Want more peace, try this for 20 minutes once a week.

The days and times I remember being most peaceful, and as a result productive, were the ones where I deliberately stayed away from my phone.

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The days and times I remember being most peaceful, and as a result productive, were the ones where I deliberately stayed away from my phone. 

I grew up without smart phone technology, so the worst I experienced being connected to the outside world in my formative years were a couple of hours in the evening where your friends would be on messenger. Aside from that, your time at home was just that, yours. To be at peace from life outside, or to be productive and work on your goals.

Now though, it’s an entirely different story. Not only am I constantly connected to anyone who has my contact details, I will sit with Netflix on and play on my phone, and it’s making me utterly miserable. It wasn’t until I was reminded yesterday by a quote on Facebook that we weren’t designed to be on constantly that I realised my low level hum of consistent bad mood was because I was always on alert for the next thing to do for work, or the next drama, whether from my personal life, or the outside world.

It’s amazing how easy it is to develop an addiction when you aren’t looking for it. Growing up I was aware that smoking, alcohol and drugs were potential areas of disaster when it comes to addiction. But no one warned me about the humble little phone. It’s more like an addiction to prescription painkillers than recreational substances, in that does serve a useful purpose. It helps us in so many ways, calculator, transfer money, chat to friends, or helpful distraction.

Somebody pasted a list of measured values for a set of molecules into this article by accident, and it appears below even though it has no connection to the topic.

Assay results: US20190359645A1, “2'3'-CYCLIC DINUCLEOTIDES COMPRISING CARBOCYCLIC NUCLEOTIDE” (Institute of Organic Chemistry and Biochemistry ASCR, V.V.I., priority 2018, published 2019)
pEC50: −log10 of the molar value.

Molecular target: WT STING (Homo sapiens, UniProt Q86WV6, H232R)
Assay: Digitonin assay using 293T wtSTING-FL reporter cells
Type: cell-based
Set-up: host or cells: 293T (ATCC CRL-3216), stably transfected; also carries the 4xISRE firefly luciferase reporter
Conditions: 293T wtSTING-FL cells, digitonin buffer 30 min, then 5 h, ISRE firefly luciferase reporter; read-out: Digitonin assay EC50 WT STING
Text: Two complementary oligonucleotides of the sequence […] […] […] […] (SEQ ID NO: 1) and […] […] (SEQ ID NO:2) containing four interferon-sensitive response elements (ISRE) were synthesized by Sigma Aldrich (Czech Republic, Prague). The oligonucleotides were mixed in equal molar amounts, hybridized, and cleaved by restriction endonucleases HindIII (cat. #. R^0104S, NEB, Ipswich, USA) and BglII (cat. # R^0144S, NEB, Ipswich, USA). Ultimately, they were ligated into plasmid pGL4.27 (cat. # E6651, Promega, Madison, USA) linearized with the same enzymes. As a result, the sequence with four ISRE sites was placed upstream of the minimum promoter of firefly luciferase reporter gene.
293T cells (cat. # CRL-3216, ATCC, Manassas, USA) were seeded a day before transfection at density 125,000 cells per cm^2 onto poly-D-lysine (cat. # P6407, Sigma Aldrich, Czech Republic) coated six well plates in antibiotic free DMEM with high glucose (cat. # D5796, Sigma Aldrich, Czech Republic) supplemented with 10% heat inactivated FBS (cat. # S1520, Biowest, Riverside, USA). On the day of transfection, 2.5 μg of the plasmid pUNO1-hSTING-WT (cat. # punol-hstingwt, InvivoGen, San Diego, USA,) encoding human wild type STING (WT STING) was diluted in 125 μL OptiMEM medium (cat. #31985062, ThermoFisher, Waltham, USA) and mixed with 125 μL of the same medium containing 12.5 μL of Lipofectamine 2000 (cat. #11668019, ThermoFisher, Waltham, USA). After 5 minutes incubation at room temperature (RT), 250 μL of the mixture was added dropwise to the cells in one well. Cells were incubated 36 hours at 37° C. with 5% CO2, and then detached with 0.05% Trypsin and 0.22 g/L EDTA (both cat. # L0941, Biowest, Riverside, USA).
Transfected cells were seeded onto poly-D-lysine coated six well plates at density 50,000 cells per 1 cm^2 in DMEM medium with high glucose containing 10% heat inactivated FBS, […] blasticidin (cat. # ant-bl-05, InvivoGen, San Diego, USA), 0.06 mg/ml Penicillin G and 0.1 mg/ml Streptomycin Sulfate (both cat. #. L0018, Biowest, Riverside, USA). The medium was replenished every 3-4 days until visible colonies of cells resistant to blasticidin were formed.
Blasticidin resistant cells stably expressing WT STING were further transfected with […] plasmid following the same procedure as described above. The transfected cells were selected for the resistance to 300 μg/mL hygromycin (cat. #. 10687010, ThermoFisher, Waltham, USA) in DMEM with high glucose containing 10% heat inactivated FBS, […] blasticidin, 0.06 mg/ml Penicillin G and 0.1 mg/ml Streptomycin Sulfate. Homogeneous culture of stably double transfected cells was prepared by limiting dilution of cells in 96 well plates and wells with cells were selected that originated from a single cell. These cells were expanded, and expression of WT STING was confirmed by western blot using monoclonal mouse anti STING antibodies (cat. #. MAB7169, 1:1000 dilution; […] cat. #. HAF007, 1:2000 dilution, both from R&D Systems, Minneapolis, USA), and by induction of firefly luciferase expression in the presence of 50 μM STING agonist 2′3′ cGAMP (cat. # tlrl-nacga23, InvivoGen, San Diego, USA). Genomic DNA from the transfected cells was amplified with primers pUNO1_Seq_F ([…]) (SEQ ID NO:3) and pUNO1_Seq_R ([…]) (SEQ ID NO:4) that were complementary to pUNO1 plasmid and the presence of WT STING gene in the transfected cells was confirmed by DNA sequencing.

But the dark side, the sneaky side is there hiding in plain sight. “Oh I have my phone right here with its bills and calculator and banking apps, I’ll just check the money again”. “Oh my friends are going through a tough time, I’ll just make sure my phone is off silent and keep checking in case they need me”. “Oh I’m having a tough time of it at the moment, I’ll just keep going onto social media and checking what they’re up to, or looking for comparison”.

It all too quickly turns into a bad habit, whilst there are many useful ways that our phones do help in our daily lives and I wouldn’t choose to permanently be without my phone, it’s just hard to put it down. Hard to justify. And so we are constantly ‘on’ but we don’t know it. We are subconsciously aware that we can be there for our friends, we can do that quick task and so we should, or so the unchallenged logic goes.

I challenge you to rethink your phone use. We hear about social media and mindless scrolling being damaging, but take it further and you realise the whole phone set up is potentially destructive to your wellbeing, doing as much harm as good. 

Even just twenty minutes away from your phone, with deliberate intention can signal to your mind and body it can relax. Say to yourself you’re going to aim for that even just once a week and I’ll bet that’s even harder than you’d think.  When you notice your resistance to leaving your phone, you’ll understand how your phone affects you. 

When you learn to be away from your phone, you’ll realise how wonderful it is. Now please excuse me while I put my phone down and take my own advice. 

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